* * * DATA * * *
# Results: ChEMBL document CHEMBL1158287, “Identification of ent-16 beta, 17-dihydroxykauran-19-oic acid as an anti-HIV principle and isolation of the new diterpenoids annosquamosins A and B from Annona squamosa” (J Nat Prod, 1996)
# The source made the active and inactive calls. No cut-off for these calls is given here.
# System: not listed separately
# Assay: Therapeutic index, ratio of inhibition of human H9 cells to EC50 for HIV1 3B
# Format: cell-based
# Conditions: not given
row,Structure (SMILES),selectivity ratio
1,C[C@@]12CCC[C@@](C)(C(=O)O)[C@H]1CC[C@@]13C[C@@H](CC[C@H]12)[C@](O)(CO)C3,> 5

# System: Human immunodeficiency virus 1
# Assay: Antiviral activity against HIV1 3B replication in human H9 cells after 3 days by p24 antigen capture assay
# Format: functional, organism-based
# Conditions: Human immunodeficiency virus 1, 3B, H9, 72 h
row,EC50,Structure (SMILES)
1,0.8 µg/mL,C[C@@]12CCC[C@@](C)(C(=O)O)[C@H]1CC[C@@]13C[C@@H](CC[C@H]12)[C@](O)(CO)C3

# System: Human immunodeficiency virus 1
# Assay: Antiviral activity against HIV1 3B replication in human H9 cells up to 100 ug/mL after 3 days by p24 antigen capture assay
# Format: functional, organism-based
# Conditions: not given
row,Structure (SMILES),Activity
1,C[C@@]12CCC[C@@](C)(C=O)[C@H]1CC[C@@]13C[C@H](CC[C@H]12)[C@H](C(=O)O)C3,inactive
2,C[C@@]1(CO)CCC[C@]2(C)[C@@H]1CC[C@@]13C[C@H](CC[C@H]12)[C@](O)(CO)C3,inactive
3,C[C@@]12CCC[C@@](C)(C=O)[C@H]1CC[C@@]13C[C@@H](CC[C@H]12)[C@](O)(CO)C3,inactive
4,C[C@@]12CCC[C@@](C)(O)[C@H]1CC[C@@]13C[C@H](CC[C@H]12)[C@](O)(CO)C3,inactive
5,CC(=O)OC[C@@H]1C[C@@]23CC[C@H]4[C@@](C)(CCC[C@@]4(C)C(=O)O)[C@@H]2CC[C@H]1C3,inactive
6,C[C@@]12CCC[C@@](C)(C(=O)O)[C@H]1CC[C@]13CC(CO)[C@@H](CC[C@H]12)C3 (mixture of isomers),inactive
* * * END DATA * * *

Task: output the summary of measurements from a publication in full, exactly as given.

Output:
# Results: ChEMBL document CHEMBL1158287, “Identification of ent-16 beta, 17-dihydroxykauran-19-oic acid as an anti-HIV principle and isolation of the new diterpenoids annosquamosins A and B from Annona squamosa” (J Nat Prod, 1996)
# The source made the active and inactive calls. No cut-off for these calls is given here.
# System: not listed separately
# Assay: Therapeutic index, ratio of inhibition of human H9 cells to EC50 for HIV1 3B
# Format: cell-based
# Conditions: not given
row,Structure (SMILES),selectivity ratio
1,C[C@@]12CCC[C@@](C)(C(=O)O)[C@H]1CC[C@@]13C[C@@H](CC[C@H]12)[C@](O)(CO)C3,> 5

# System: Human immunodeficiency virus 1
# Assay: Antiviral activity against HIV1 3B replication in human H9 cells after 3 days by p24 antigen capture assay
# Format: functional, organism-based
# Conditions: Human immunodeficiency virus 1, 3B, H9, 72 h
row,EC50,Structure (SMILES)
1,0.8 µg/mL,C[C@@]12CCC[C@@](C)(C(=O)O)[C@H]1CC[C@@]13C[C@@H](CC[C@H]12)[C@](O)(CO)C3

# System: Human immunodeficiency virus 1
# Assay: Antiviral activity against HIV1 3B replication in human H9 cells up to 100 ug/mL after 3 days by p24 antigen capture assay
# Format: functional, organism-based
# Conditions: not given
row,Structure (SMILES),Activity
1,C[C@@]12CCC[C@@](C)(C=O)[C@H]1CC[C@@]13C[C@H](CC[C@H]12)[C@H](C(=O)O)C3,inactive
2,C[C@@]1(CO)CCC[C@]2(C)[C@@H]1CC[C@@]13C[C@H](CC[C@H]12)[C@](O)(CO)C3,inactive
3,C[C@@]12CCC[C@@](C)(C=O)[C@H]1CC[C@@]13C[C@@H](CC[C@H]12)[C@](O)(CO)C3,inactive
4,C[C@@]12CCC[C@@](C)(O)[C@H]1CC[C@@]13C[C@H](CC[C@H]12)[C@](O)(CO)C3,inactive
5,CC(=O)OC[C@@H]1C[C@@]23CC[C@H]4[C@@](C)(CCC[C@@]4(C)C(=O)O)[C@@H]2CC[C@H]1C3,inactive
6,C[C@@]12CCC[C@@](C)(C(=O)O)[C@H]1CC[C@]13CC(CO)[C@@H](CC[C@H]12)C3 (mixture of isomers),inactive